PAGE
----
Monteverdi Vespers of 1610 (Barbican, 23 June 2017)
The Hipermestra post got really long-winded (out of necessity) and in the meanwhile I saw two other shows, one of which was Monteverdi’s Vespro alla beata vergine. I just got Harnoncourt’s book in which he also discusses the interpretation of this work and thought about reading it before writing this but I’m a slow reader (not just a slow writer) and it’s starting to annoy me that posts are piling up.
Academy of Ancient Music | Choir of the AAM
Robert Howarth director/harpsichord
Rowan Pierce soprano
Louise Alder soprano
Charles Daniels tenor
Thomas Hobbs tenor
Richard Latham bass
This is a work I first heard around the time I was getting better acquainted with Monteverdi in general, and usually return to Gardiner’s version with the wonderful Monteverdi Choir; I liked it immediately. The AAM Choir isn’t quite as accomplished (well, few are) but they did a very solid job. Chiefly they were excellently drilled and the interaction (balance, dynamics) between the female and male side came off beautifully. My main complaint is I would’ve liked a bit more personality.
Since Ariodante I have pretty much changed my mind on the Barbican. Yes, this year my outings there have been a lot more satisfying; perhaps my seat choices were wiser since the semi-disastrous St Matthew Passion. This time I sat on the left side of the second level and again had no issues with acoustics. Although I had to go into work very early and later make it into town, which is something I try to avoid because I’m inevitably tired, it was my seatmate who fell asleep within 10min.
Ok, there’s plainchant but still – this is very exciting musical writing, with some striking chord changes and the further contrast of plainchant and not so plain singing. Hipermestra also helped; I noticed every time I see something by Cavalli I get an urge to go through Monteverdi’s oeuvre for a few solid days (this time it was the ’93 Poppea from Bologna) so I was in the right mental place to absorb this stuff.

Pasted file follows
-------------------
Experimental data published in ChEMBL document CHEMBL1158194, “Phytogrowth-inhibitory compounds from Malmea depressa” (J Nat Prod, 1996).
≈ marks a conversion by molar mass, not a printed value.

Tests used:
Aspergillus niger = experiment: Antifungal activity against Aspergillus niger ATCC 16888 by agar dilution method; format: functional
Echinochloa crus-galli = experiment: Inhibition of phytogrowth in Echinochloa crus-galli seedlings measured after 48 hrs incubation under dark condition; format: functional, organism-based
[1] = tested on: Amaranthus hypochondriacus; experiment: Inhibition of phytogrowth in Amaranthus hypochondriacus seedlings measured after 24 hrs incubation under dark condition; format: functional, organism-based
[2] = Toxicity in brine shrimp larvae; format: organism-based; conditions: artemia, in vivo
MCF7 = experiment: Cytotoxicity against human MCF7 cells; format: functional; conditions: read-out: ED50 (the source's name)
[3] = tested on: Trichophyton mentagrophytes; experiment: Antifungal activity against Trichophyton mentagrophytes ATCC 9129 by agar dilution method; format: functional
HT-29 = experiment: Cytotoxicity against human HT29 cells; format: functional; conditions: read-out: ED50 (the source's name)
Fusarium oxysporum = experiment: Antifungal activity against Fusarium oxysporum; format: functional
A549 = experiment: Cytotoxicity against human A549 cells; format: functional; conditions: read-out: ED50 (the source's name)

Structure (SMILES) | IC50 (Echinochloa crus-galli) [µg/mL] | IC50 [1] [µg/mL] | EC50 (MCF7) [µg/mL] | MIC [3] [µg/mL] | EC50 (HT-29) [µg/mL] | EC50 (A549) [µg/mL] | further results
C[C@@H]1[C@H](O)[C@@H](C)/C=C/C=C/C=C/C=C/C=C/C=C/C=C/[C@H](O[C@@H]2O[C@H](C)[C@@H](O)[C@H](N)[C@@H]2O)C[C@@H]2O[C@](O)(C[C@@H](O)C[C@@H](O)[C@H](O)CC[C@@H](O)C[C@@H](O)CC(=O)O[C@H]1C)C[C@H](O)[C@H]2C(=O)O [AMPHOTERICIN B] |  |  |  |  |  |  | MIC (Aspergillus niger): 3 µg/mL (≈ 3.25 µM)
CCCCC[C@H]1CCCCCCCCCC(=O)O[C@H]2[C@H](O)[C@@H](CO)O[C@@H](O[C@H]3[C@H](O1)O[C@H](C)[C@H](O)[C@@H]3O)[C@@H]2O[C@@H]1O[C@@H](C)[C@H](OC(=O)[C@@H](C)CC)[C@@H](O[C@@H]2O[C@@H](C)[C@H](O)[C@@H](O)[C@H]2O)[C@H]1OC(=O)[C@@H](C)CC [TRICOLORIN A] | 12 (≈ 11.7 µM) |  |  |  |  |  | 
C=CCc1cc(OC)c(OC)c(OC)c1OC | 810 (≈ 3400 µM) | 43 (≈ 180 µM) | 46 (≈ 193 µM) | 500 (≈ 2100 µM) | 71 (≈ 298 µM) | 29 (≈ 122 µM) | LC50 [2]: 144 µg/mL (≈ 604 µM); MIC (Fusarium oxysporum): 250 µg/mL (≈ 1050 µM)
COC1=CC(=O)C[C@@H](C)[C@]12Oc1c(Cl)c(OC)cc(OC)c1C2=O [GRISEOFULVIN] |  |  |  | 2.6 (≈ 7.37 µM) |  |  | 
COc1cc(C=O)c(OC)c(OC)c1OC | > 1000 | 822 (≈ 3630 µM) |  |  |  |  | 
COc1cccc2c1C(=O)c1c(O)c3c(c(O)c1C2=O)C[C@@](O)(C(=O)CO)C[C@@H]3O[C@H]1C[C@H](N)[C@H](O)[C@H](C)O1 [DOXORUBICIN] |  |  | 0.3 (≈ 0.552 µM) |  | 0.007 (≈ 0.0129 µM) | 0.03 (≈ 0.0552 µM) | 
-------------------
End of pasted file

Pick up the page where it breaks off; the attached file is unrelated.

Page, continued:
I thought Alder sounded a tad too operatic in the context (though she toned it down as the evening progressed) whilst Pierce was in even more need of a defined personality than the choir. The men seemed better positioned stylistically for this work. Daniels reminded me a lot of Anthony Rolfe Johnson in tone and delivery (but less emotionally nuanced), with a very good understanding of the style and some beautiful touches dynamic-wise, though quite alarmingly short of breath when it came to coloratura. His breath control seemed fine when single long notes were required. Latham was fine but didn’t have all that much to sing.
The vocal star of the evening for me was Hobbs, with a lovely high tenor, very good projection, easy coloratura, excellent style (the only one who got inside the chords in search of harmony and as such was a pleasure to listen to (the thing JDD explains here1; that’s the thing with this early music, as far as I understand it: you, the singer/soloist, have a lot of room to express your imagination or tremendous responsibility to make the whole thing live – when it works it’s revealed as particularly affecting music2). His duets with Daniels were some of the best things all evening, along with the work of the choir.
The true kult Early Music orchestra (complete with Baroque bassoon & trombones, cornetti and, of course, theorbo) is rather fine; Howarth kept them in a tight leash, to the point the choir overpowered them in several occasions. More power to the choir 😉 But I could follow some nice lines for the double bass and smooth cornetto work.
It was an interesting evening combining the peculiarly English type of relaxed atmosphere with a kind of music that manages to withstand the passing of centuries. Maybe it’s because Monteverdi allows you so much wiggle room that the music never feels dated.
- I recommend listening to the entire sequence, it’s one of my favourite JDD Masterclass moments, a total light bulb! moment. ↩
- I don’t know if it’s affecting in a spiritual sense, because I’m not particularly spiritual, though I do get the general sense of that from certain performances of certain things. Again I don’t quite think AAM is hitting that spot and perhaps Monteverdi’s music itself is rather worldlier than that. Nevertheless, it does have a very strong emotional impact, but a quieter sort, none of that I’m going to pass out deal, though I’m occasionally on the brink of tears – but that’s not the essence of it. It’s not about tears of sighing, rather more abstract yet still alive. ↩